The start of the year is shaping to be a critical one for small business owners as inflation dampens expectations, according to new research.
IPSOS data showed nearly 80% of small businesses say the beginning of 2023 is important for their bottom line as the combined effects of inflation and a possible recession erode consumer confidence.
With small businesses anticipating rising prices and less revenue, the potential for increased business risk is a real possibility, says small business insurance expert Pavel Yurkov.
“The start of the year can often be a busy time for many small business owners. As businesses adjust to the turbulent conditions, the level of risks they face may change too,” Mr. Yurkov says.
How are small businesses changing?
While the economic conditions are strained, two-thirds of small businesses (64%) report their business is in good health, according to the US Chamber of Commerce.
Perhaps explaining this confidence amid adversity, American SMBs have taken a proactive approach to the challenges presented to them over the last couple of years.
When going into lockdowns, many SMBs successfully invested in technology that allowed them to work from home, kickstarting a change to the way small businesses operate.
Now, more than half of all businesses start from home and 19 million are home-based.
When faced with supply chain issues and delays due to the COVID-19 pandemic, many SMBs switched from relying on overseas suppliers to buying from local markets.
A Capterra survey found 88% of SMBs plan to switch their suppliers closer to the US and 45% plan to switch all of them.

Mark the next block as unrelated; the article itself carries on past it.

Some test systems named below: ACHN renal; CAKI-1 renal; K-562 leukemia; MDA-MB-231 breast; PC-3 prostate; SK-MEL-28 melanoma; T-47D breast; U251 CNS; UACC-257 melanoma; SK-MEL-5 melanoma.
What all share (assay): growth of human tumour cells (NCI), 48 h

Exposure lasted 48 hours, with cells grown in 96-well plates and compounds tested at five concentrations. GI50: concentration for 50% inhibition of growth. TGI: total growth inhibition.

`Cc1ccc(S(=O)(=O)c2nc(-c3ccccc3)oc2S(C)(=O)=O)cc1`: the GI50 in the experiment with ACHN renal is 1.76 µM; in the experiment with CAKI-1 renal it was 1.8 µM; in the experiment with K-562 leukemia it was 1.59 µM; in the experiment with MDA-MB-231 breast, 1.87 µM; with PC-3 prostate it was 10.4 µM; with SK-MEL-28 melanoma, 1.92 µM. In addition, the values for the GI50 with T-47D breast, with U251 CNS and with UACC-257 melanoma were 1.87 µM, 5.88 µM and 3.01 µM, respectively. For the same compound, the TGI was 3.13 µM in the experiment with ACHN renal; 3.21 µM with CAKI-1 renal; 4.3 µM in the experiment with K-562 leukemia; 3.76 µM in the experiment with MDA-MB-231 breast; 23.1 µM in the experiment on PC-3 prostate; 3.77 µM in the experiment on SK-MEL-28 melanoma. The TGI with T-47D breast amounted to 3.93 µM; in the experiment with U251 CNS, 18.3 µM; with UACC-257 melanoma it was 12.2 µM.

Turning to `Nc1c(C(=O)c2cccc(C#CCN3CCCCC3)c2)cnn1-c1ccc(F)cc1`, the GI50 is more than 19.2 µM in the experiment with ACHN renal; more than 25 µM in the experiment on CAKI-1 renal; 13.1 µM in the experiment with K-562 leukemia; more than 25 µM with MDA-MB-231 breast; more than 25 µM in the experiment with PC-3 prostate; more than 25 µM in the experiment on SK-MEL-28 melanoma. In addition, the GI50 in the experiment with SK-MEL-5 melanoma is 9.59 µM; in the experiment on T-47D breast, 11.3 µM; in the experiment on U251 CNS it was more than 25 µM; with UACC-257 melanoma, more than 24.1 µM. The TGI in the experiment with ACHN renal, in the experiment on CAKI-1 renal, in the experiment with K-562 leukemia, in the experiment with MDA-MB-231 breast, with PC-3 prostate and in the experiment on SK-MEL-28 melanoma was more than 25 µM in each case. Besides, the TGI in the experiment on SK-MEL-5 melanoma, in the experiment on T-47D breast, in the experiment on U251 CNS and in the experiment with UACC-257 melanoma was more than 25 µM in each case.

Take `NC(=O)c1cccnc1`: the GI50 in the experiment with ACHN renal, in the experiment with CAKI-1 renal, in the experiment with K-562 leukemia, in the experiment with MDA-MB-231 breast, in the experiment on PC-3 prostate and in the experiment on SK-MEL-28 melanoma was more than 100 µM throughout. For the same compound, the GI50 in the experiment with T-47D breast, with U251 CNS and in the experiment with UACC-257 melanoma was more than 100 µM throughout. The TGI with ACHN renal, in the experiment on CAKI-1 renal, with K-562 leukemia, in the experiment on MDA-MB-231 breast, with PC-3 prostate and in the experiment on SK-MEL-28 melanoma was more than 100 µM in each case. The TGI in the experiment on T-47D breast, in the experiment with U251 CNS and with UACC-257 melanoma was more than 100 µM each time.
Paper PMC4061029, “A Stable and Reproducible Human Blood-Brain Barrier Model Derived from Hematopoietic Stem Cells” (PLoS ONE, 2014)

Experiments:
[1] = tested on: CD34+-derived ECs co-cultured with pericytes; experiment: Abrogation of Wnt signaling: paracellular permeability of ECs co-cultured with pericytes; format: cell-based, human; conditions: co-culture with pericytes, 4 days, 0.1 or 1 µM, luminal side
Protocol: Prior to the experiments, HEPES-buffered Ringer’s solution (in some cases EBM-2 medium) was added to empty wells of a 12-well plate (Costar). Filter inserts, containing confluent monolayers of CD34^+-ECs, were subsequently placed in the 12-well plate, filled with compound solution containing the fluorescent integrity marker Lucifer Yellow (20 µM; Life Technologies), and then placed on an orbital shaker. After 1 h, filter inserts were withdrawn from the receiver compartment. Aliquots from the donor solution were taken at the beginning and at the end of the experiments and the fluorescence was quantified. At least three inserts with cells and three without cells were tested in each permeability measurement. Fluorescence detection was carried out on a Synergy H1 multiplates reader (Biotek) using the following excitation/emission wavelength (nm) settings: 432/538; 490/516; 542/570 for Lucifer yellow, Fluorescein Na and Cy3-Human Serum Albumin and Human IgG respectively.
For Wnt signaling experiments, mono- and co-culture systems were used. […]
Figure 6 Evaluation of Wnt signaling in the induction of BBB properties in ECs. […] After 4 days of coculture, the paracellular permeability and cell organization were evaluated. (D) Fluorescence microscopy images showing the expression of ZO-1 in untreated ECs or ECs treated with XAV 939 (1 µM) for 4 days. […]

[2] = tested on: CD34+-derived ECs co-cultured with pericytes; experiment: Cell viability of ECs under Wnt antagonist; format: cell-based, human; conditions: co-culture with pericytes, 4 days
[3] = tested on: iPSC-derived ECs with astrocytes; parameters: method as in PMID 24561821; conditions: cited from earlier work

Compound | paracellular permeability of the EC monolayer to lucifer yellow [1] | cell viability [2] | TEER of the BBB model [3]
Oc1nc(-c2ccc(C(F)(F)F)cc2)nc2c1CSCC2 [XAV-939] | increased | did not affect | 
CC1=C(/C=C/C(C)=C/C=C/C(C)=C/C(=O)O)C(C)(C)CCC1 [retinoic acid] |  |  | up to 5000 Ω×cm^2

When wages went up and many industries were struggling with labor shortages, employers prioritized employee and customer trust to tide them through the hard times.
The Chamber of Commerce says this resulted in nearly two-thirds of SMBs (65%) retaining their staff size over the year, while nearly one in five (19%) increased their workforce.
“US small businesses have been extremely resilient, adapting to the challenges thrown at them,” says Mr. Yurkov. “However, all this change could affect their business insurance policies, so it’s important to ensure they are still adequately covered.”
When to review your business insurance policy
Mr. Yurkov says there are many situations where it might be beneficial for business owners to review their policy.
As mentioned above, 35% of small businesses have changed the size of their workforce in the past year, meaning some may have a drastically different team than when they last renewed their insurance.
“If your workforce has shrunk since you last reviewed your policy, you could adjust your insurance to better suit its current size and potentially save money in the process,” says Yurkov.
“Conversely, if your business has grown and your workforce has increased, you may need to consider updating your coverage.”
Similarly, if businesses interact with clients in a physical environment, there are many risks they come up against.
“If your business is understaffed or you have new workers that may be untrained, it could create situations where safety protocols aren’t followed, which opens businesses to liability claims,” says Mr. Yurkov.